For some applications, however, entrepreneurs have been driven to develop cheaper timber substitutes. While wood once dominated building construction, today concrete and steel have displaced much timber use. Such substitutions reinforce the general trend toward a more sustainable timber supply, brought about not by government planning, but by market responses to the potential of resource scarcity. As long as timber companies stand to make a profit from forest cultivation, they will replant. This is true even in the wake of natural disaster. When the slopes of Mount St. Helens were consumed by the volcano's eruption, Weyerhauser promptly planted more than 18 million trees over the following six years.

Spots of Decline

While overall trends are positive, the state of America's forests is not without blemishes. The Pacific Northwest has seen a modest decline in timber volume per acre -- approximately 5 percent in the past four decades. Northwestern forests have declined moderately, in part as a result of selective harvesting of Ponderosa pine that leaves the remaining stands more vulnerable to insect infestation. In the East, the population of black walnut has declined sharply as a result of heavy harvesting and only modest regrowth, although the number of black walnut tree farms is rising.

Some other popular species of trees have been ravaged by disease and pests. Gypsy moths, Dutch elm disease, and white pine blister rust have taken a terrible toll. The majestic American chestnut, once the primary hardwood in eastern forests, was virtually wiped out by a blight from Europe that arrived at the turn of the century. Growing insect and disease infestation is raising concern about the health of forests in eastern Oregon's Blue Mountains.

In spite of these problems, there is hope for some of the threatened species. Fusiform rust has attacked several species of southern pines, including the loblolly. Timber companies and forest officials have responded by interbreeding resistant strains of these species and developing resistant nursery stock to promote some recovery. Similar efforts have been to combat white pine blister rust. There is also the possibility of developing a hybrid, blight-resistant species of chestnut, or even some form of inoculation against the blight that would allow for the chestnut's reintroduction from nursery stock.

Members of the environmental establishment frequently raise the issue of America's disappearing old-growth forests as evidence of forest decline. The Sierra Club and the Wilderness Society have been at the forefront in advocating that remaining old growth forests be placed in a permanent forest preserve, a position that was also endorsed by President Bill Clinton during his campaign. Interestingly, the protection of old growth forests is a relatively new concern in the environmental movement. Old growth forests were once considered the biological deserts of forest ecosystems, as few species are specially adapted to this environment. Indeed, much of the concern over preserving old growth forests seems to arise from an aesthetic preference for forests that have never been cut, or otherwise disturbed, by man. Yet there is little reason to fear the imminent destruction of old growth forests. USFS lands still contain over six million acres of old growth, some 3.3 million of which is protected from timber harvesting.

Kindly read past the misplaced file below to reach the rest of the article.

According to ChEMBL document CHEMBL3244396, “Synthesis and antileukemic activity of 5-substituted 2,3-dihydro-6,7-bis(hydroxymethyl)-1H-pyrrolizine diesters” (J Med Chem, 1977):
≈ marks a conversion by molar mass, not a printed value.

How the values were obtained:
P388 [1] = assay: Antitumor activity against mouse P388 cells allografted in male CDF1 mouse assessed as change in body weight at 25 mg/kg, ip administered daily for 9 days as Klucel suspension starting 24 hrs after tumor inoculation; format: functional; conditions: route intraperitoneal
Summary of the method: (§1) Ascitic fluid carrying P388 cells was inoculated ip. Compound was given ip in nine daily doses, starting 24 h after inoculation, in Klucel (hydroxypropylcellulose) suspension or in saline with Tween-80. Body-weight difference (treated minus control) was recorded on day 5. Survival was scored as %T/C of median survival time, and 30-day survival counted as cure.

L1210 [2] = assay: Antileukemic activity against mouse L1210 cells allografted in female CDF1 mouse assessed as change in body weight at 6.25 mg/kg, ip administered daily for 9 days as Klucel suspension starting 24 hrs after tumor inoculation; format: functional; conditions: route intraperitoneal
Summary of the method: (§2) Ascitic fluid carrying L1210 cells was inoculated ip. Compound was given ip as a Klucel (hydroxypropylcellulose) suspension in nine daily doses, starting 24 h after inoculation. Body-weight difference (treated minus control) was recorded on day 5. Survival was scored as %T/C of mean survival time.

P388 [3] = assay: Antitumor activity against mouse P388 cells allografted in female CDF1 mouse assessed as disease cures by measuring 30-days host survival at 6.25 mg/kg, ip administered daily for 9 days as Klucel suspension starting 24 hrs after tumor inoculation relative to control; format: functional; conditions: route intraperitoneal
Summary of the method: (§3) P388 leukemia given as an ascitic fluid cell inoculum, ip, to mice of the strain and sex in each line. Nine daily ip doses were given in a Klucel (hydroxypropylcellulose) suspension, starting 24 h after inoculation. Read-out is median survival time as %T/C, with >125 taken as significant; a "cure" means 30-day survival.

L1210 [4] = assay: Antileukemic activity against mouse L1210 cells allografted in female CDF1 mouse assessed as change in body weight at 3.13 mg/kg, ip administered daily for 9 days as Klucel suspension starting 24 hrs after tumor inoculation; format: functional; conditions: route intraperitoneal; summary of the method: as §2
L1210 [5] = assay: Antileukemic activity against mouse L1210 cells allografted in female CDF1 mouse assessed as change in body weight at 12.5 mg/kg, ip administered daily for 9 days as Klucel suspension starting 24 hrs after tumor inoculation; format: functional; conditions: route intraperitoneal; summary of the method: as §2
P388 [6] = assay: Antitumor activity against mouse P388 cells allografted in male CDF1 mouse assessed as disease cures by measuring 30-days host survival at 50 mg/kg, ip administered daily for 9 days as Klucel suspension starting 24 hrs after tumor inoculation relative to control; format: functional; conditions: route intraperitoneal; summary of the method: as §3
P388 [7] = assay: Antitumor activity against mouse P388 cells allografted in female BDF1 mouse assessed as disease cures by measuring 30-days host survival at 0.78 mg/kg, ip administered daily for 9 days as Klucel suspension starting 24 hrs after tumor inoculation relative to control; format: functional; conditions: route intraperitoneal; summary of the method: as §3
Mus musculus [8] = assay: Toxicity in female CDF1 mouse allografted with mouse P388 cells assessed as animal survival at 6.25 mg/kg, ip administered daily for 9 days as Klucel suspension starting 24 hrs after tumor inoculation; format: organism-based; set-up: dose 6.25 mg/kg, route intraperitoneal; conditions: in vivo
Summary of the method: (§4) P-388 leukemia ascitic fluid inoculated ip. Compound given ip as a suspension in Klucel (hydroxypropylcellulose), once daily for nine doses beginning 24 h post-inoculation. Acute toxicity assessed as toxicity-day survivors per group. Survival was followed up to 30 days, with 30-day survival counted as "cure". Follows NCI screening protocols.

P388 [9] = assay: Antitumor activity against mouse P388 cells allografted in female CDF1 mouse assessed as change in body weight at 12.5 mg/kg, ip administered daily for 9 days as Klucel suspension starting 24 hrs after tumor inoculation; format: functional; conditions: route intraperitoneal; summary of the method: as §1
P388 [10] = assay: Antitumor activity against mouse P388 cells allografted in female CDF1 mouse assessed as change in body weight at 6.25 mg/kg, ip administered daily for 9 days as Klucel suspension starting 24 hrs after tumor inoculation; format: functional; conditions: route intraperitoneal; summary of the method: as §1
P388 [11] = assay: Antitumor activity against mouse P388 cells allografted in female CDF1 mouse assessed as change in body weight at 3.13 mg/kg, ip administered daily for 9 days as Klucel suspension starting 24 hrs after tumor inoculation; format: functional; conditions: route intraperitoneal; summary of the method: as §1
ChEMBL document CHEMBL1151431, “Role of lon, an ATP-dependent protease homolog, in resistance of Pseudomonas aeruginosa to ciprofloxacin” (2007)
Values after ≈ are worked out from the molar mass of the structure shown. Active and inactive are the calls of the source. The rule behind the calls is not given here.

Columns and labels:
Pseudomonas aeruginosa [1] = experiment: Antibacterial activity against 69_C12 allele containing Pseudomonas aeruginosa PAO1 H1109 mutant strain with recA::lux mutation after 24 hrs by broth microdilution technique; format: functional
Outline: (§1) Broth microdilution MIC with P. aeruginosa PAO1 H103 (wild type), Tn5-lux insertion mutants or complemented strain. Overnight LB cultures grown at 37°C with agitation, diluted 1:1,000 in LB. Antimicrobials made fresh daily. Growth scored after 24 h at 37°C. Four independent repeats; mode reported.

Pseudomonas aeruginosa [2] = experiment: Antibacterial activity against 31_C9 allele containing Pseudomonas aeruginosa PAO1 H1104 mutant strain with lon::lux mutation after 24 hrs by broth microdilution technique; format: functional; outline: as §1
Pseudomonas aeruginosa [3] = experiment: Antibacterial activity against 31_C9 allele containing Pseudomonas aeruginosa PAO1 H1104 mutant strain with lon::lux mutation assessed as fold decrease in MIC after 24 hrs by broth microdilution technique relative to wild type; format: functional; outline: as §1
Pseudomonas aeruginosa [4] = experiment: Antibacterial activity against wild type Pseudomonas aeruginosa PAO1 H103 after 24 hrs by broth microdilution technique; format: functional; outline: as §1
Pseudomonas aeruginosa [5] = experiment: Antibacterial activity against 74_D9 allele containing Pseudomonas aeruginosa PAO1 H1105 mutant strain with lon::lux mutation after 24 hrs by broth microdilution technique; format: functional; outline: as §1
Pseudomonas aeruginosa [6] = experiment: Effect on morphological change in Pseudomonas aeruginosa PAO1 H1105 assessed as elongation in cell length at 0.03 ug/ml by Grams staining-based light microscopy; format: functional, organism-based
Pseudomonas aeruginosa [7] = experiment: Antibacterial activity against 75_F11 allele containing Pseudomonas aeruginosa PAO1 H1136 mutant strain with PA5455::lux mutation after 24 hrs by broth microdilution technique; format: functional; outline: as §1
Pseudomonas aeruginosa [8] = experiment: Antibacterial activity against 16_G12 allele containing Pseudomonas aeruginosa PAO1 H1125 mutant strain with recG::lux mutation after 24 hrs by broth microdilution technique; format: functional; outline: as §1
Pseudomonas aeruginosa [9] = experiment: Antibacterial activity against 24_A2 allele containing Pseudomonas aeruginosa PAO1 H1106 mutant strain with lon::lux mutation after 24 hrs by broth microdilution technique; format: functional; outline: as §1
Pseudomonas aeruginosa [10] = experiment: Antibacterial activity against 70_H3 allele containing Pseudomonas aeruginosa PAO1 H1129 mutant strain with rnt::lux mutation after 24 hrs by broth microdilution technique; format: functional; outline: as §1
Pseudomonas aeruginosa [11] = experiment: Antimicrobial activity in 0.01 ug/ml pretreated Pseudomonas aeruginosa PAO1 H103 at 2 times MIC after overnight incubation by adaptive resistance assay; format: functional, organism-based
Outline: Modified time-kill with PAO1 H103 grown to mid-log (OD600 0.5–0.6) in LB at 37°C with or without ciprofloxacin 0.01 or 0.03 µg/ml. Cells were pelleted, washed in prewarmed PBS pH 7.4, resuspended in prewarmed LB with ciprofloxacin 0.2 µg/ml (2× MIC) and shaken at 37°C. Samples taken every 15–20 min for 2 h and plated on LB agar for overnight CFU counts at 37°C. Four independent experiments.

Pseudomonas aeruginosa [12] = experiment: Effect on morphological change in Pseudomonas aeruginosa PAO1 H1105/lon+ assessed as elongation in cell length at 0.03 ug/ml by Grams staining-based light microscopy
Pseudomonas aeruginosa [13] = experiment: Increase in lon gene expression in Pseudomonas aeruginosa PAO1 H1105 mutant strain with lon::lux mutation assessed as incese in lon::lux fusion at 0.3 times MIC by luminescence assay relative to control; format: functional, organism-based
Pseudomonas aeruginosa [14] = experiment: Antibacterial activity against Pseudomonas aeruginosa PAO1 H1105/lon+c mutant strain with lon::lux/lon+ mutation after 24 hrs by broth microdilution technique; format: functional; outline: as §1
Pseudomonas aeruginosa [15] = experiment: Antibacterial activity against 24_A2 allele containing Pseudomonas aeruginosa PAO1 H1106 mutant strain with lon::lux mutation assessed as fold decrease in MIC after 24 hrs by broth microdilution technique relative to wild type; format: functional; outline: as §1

Deforestation Abroad

Were Theodore Roosevelt and Gifford Pinchot still alive today, they would be in for shock. The "timber famine" that they believed was imminent has been forestalled indefinitely, and America's forests are healthier than at any other time in this century. With continuing technological improvements, the existing trend of forest growth, led by private owners, should continue.

Unfortunately, the same cannot be said in much of the developing world, where deforestation continues to be the rule rather than the exception. Government mandates and subsidies from multilateral development organizations like the World Bank have encouraged rampant deforestation throughout the Third World. Moreover, poorer nations are often dependent on timber as an energy source, prompting increased levels of cutting, just as was common in 19th-century America. Whereas America's market economy encouraged a correction of this trend as timber resources became more scarce and prices rose, most developing nations maintain centrally controlled economies under which the reversal of these trends is less likely.

Nonetheless, there are promising signs. Brazil has amended its laws so as to reduce, although not eliminate, the incentive to clear rain forests. Many multinational corporations are managing forests in a sustainable manner. Yet while the environmental establishment pushes for an international forestry convention negotiated through the United Nations, the best hope for the world's forests lies not in bureaucratic control and multilateral agreements, but rather in the replication of what has worked in the United States. Then perhaps one day, experts also could speak of the rebirth of forests around the world, not just in America.
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Title Annotation:US forests
Author:Adler, Jonathan H.
Publication:Policy Review
Date:Mar 22, 1993